Plots to showcase cereal and legume varieties at Henty


Aaron Giason, Baker Seed Co, inspects Sparticus barley sown at a high rate at the Henty agronomy site, with Lisa Gillogly, third year agricultural science student, Charles Sturt University, Wagga.

Grain growers will be able to inspect 25 wheat and two barley varieties plus legumes planted across the demonstration plots at this year’s Henty Machinery Field Days.

The Henty Machinery Field Days Co-operative has partnered with Rutherglen company Baker Seed Co to present the latest dual-purpose and milling varieties for field day patrons.

Baker Seed Co sales and business development manager Aaron Giason said the two hectare demonstration plot complemented the fully replicated trial sites at Rutherglen used to identify elite germplasm within breeding programs.

This year’s demonstration site will feature 25 wheat varieties, two varieties of barley sown at high or low plant densities, legume, forage and oil seed varieties.

The cereal site was direct drilled by Kalyx Australia on a 23cm row spacing and seeding depth of 2cm on April 27.

The site was treated with Roundup at 1.5 litre/ha and Boxer Gold at 2.5 litre/ha (wheat and barley).

Fertiliser applications were MAP with Impact at 80kg/ha and 80kg/ha of Urea below the seed plus Mouse Off at 1kg/ha.

The cover crop and pasture area were sown on May 25.

Mr Giason said the trial area was dry sown this year.

“On the area in front of the cereal trials we have included a high density pasture legume blend of Kingcote treated Arrowleaf, Balansa, red and white covers,’’ he said.

“We have also planted a cover crop of Jackhammer radish, AF09169 faba beans, Butler peas, Bateman lupins, popany vetch and safflower on the eastern area of the agronomy plots.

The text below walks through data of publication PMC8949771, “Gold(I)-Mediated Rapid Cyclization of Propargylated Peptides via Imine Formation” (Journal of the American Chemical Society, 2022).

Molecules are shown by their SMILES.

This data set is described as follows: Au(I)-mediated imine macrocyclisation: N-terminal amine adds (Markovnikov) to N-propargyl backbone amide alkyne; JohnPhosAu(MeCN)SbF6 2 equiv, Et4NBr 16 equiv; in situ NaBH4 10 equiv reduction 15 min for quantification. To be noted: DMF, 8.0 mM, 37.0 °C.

“These were spread and harrowed into extremely dry soil conditions on May 25. We are managing the trial site to maintain a suitable rotation and improve soil health.

“Last year the grazing cereals were mown in August so people could see the regrowth.

“We had applied lime and gypsum to the site last year and I disced the site to reduce the clods.

“The cover crop is a mix of different varieties, including safflower, radish, peas and beans, as an added interest for visitors.

“The white daikon radish has a large tap root, allowing the roots to penetrate deep into the soil.

“The components of the cover crop should be flowering at field day time but after the field days the cover crop will be brown manured and ploughed in.’’

Mr Giason said there were several numbered (unnamed) lines of wheat included in the trial.

“We are looking at these closely, there is a Wedgetail replacement from plant breeder Australian Grain Technologies and we are also growing an awnless grazing wheat for Dow Seeds,’’ he said.

“Mustang is included and is a quick maturing wheat in the arsenal for growers this year.

“There has been massive interest in Planet barley from Seed Force, and we have included two plant populations to look at crop competition and canopy differences between Planet and Sparticus barley.

“Considering barley prices have nearly doubled since Henty, there was a great deal of interest in adapting the new varieties to capitalise on these markets.’’

Mr Giason said grower feedback on the site last year during the field days was positive.

“The site struggled after the field days, as did the central and southern parts of NSW with drought and frost,’’ he said.

“It gave people an opportunity to see the varieties in the same conditions as most were facing at home.

“This may have helped them to make decisions to investigate the varieties further.’’

Mr Giason said southern NSW crops have had a late patchy start and were generally establishing after rains in May and June.

“The late break meant yield potential is automatically down and hence the reliance of a good spring to push yield.’’